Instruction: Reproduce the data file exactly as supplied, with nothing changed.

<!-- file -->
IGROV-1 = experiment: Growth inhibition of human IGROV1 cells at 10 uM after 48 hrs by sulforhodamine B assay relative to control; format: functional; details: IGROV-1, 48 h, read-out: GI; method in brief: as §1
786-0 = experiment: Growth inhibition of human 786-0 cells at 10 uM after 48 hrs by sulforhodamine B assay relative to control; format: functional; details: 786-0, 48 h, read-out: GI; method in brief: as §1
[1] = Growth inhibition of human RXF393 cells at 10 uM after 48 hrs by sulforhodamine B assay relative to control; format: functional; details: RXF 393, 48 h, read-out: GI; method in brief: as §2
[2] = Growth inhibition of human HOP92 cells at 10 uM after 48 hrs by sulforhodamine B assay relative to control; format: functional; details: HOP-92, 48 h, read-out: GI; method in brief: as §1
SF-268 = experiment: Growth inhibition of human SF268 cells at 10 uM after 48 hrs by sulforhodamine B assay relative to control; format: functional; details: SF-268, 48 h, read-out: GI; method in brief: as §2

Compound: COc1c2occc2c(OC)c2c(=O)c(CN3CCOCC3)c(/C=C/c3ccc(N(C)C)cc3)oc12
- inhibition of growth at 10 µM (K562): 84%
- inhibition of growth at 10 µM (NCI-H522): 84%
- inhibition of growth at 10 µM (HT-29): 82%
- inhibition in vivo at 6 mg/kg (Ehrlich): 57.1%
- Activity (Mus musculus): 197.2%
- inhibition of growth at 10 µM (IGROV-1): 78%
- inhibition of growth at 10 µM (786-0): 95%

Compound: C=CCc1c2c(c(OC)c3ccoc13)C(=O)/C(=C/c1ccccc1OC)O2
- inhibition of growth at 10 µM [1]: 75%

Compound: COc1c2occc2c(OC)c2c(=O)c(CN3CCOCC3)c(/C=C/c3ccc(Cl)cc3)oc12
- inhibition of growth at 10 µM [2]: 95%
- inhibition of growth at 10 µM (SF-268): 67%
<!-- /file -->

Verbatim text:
IGROV-1 = experiment: Growth inhibition of human IGROV1 cells at 10 uM after 48 hrs by sulforhodamine B assay relative to control; format: functional; details: IGROV-1, 48 h, read-out: GI; method in brief: as §1
786-0 = experiment: Growth inhibition of human 786-0 cells at 10 uM after 48 hrs by sulforhodamine B assay relative to control; format: functional; details: 786-0, 48 h, read-out: GI; method in brief: as §1
[1] = Growth inhibition of human RXF393 cells at 10 uM after 48 hrs by sulforhodamine B assay relative to control; format: functional; details: RXF 393, 48 h, read-out: GI; method in brief: as §2
[2] = Growth inhibition of human HOP92 cells at 10 uM after 48 hrs by sulforhodamine B assay relative to control; format: functional; details: HOP-92, 48 h, read-out: GI; method in brief: as §1
SF-268 = experiment: Growth inhibition of human SF268 cells at 10 uM after 48 hrs by sulforhodamine B assay relative to control; format: functional; details: SF-268, 48 h, read-out: GI; method in brief: as §2

Compound: COc1c2occc2c(OC)c2c(=O)c(CN3CCOCC3)c(/C=C/c3ccc(N(C)C)cc3)oc12
- inhibition of growth at 10 µM (K562): 84%
- inhibition of growth at 10 µM (NCI-H522): 84%
- inhibition of growth at 10 µM (HT-29): 82%
- inhibition in vivo at 6 mg/kg (Ehrlich): 57.1%
- Activity (Mus musculus): 197.2%
- inhibition of growth at 10 µM (IGROV-1): 78%
- inhibition of growth at 10 µM (786-0): 95%

Compound: C=CCc1c2c(c(OC)c3ccoc13)C(=O)/C(=C/c1ccccc1OC)O2
- inhibition of growth at 10 µM [1]: 75%

Compound: COc1c2occc2c(OC)c2c(=O)c(CN3CCOCC3)c(/C=C/c3ccc(Cl)cc3)oc12
- inhibition of growth at 10 µM [2]: 95%
- inhibition of growth at 10 µM (SF-268): 67%